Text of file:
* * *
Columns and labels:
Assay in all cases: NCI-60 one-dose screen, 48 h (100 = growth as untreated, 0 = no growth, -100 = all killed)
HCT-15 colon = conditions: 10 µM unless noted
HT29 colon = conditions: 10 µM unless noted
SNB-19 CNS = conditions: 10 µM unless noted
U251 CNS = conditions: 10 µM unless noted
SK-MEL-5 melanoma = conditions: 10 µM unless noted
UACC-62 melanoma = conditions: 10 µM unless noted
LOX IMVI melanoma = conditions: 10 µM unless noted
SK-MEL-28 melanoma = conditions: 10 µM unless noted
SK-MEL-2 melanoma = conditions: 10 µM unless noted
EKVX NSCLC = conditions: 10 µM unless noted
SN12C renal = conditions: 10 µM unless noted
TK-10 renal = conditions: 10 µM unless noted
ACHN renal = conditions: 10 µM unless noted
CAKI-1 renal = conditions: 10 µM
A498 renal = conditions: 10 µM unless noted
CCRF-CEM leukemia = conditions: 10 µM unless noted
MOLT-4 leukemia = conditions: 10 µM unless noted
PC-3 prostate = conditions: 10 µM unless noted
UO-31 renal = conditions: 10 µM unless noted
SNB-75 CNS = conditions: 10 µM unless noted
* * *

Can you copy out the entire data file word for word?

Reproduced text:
Columns and labels:
Assay in all cases: NCI-60 one-dose screen, 48 h (100 = growth as untreated, 0 = no growth, -100 = all killed)
HCT-15 colon = conditions: 10 µM unless noted
HT29 colon = conditions: 10 µM unless noted
SNB-19 CNS = conditions: 10 µM unless noted
U251 CNS = conditions: 10 µM unless noted
SK-MEL-5 melanoma = conditions: 10 µM unless noted
UACC-62 melanoma = conditions: 10 µM unless noted
LOX IMVI melanoma = conditions: 10 µM unless noted
SK-MEL-28 melanoma = conditions: 10 µM unless noted
SK-MEL-2 melanoma = conditions: 10 µM unless noted
EKVX NSCLC = conditions: 10 µM unless noted
SN12C renal = conditions: 10 µM unless noted
TK-10 renal = conditions: 10 µM unless noted
ACHN renal = conditions: 10 µM unless noted
CAKI-1 renal = conditions: 10 µM
A498 renal = conditions: 10 µM unless noted
CCRF-CEM leukemia = conditions: 10 µM unless noted
MOLT-4 leukemia = conditions: 10 µM unless noted
PC-3 prostate = conditions: 10 µM unless noted
UO-31 renal = conditions: 10 µM unless noted
SNB-75 CNS = conditions: 10 µM unless noted